If bird flu spreads to humans, existing vaccines may be inadequate
Wild birds and poultry flocks continue to die from the highly pathogenic avian flu that began spreading around the world in 2020. Nearly 59 million commercial birds have already been culled in the United States.
It is the largest outbreak of this type of bird flu, known as H5N1, since it was first identified in China in 1996.
The proliferation of the virus and the high mortality rate have raised questions about two possible types of vaccines: those for birds and those for humans. H5N1 kills almost every bird it infects; among cases reported in people since 2003, the fatality rate was 56%.
The US Department of Agriculture announced in April that it had begun testing several candidate vaccines for poultry.
Vaccines for people, meanwhile, would only be considered if the virus eventually undergoes a complicated series of mutations that allow it to spread from person to person. There is no proof of this yet. The United States recorded its only human case of H5N1 last April – the person was involved in the slaughter of suspected infected poultry in Colorado. The UK reported two cases on Tuesday, both of poultry workers with asymptomatic infections detected through routine testing. Chile reported one infection in March and Ecuador one case in January.
But scientists have long considered H5N1 to have pandemic potential. The United States has a stockpile of H5N1 flu vaccines in case such a crisis arises, but three experts have said it is likely to be insufficient if this particular type of bird flu starts infecting people. The injections were only given in trials and were from strains that circulated in 2004 and 2005.
“You would expect these vaccines based on these older strains to probably offer little protection against what’s circulating today,” said Scott Hensley, professor of microbiology at the University of Pennsylvania.
Developing new vaccines better suited to the current strain would be complicated, however, as most flu vaccines are grown in chicken eggs – “a slow process fraught with production issues”, according to Dr Gregory Poland, founder and director. from the Mayo Clinic’s Vaccine Research Group. The process requires each egg to be individually inoculated with a modified virus and, of course, depends on a sufficient supply of healthy chickens.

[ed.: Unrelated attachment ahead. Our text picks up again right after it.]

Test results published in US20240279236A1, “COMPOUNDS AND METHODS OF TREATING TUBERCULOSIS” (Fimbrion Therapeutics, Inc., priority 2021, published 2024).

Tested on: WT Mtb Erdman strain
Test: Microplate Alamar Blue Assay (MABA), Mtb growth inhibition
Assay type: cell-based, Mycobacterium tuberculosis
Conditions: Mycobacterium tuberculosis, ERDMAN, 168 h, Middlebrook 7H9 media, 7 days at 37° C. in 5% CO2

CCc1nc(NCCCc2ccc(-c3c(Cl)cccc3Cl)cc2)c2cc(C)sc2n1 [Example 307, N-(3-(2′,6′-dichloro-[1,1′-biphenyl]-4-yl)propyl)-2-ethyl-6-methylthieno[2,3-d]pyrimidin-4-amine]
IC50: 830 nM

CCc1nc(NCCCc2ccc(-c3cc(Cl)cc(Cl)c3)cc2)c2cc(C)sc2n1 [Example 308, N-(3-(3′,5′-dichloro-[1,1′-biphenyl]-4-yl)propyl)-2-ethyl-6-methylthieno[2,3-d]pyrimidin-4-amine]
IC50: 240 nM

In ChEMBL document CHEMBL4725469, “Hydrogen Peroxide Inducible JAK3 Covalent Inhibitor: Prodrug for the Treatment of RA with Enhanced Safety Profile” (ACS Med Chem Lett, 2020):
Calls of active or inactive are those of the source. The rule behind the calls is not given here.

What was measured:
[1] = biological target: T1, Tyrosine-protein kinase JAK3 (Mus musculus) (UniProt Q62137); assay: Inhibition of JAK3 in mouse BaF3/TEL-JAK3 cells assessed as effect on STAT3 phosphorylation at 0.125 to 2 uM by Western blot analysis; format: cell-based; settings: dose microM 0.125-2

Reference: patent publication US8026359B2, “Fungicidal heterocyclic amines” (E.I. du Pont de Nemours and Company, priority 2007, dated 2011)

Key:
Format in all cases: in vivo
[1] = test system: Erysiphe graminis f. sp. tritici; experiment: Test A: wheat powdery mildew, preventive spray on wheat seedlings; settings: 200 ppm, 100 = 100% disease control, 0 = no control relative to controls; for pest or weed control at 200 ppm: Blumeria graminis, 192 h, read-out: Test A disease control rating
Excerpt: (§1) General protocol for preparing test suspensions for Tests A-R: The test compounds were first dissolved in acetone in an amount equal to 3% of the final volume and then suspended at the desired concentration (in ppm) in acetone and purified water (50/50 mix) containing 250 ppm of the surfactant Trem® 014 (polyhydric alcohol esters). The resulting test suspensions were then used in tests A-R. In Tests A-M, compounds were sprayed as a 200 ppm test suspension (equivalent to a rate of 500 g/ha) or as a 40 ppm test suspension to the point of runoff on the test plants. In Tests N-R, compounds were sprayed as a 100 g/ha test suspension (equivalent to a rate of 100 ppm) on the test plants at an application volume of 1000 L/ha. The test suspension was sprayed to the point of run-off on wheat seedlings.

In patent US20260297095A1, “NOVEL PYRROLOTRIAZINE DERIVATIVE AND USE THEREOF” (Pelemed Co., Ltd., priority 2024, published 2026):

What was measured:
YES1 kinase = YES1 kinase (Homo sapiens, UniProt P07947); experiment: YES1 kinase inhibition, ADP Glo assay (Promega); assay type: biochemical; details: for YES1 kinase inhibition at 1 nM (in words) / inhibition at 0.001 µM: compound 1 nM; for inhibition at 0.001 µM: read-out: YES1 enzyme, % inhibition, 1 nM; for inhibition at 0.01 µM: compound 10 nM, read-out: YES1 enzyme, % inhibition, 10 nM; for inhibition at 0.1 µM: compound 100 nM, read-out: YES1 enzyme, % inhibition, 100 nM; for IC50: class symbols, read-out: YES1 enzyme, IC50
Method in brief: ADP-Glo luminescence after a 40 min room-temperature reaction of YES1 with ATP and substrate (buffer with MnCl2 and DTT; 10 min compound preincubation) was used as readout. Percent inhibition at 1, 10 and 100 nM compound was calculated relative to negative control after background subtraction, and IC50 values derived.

“In a real pandemic situation, poultry will be at risk and then the egg supply will be severely compromised,” said Dr Suresh Mittal, professor of virology at Purdue University. The United States, however, maintains a stock of chickens to ensure it can continue to produce flu shots.
Better options may be on the horizon. Vaccine researchers are developing vaccines that could be updated to target any mutated strain of H5N1 that one day takes hold in people. But no human trials are underway yet.
“What we need is a library of ready-to-use H5N1 vaccine candidates,” Poland said, adding that “we are putting people and economies at cataclysmic risk by not being prepared. “.
Preparing for a spillover on humans
In general, scientists begin to worry about the spread of bird flu to humans when there is mammal-to-mammal transmission, Hensley said. Scientists saw proof of this in an October outbreak in mink in Spain.
“We are concerned that these kinds of events could lead to a mutant form of this virus that could be transmitted between humans,” Hensley said.
Since arriving in the United States last January, avian flu has spread from birds to several other mammals: cougars, bobcats, bears, seals, red foxes, coyotes, raccoons, skunks and opossums, as well as a otter and a bottlenose dolphin.
Poland likened these infections to the “rumblings before an earthquake”.
He suggested that a bird flu pandemic would most likely start with a small outbreak among poultry or pig workers, as pigs can transmit the virus from birds to humans. Such an outbreak could be contained immediately, he said — or not.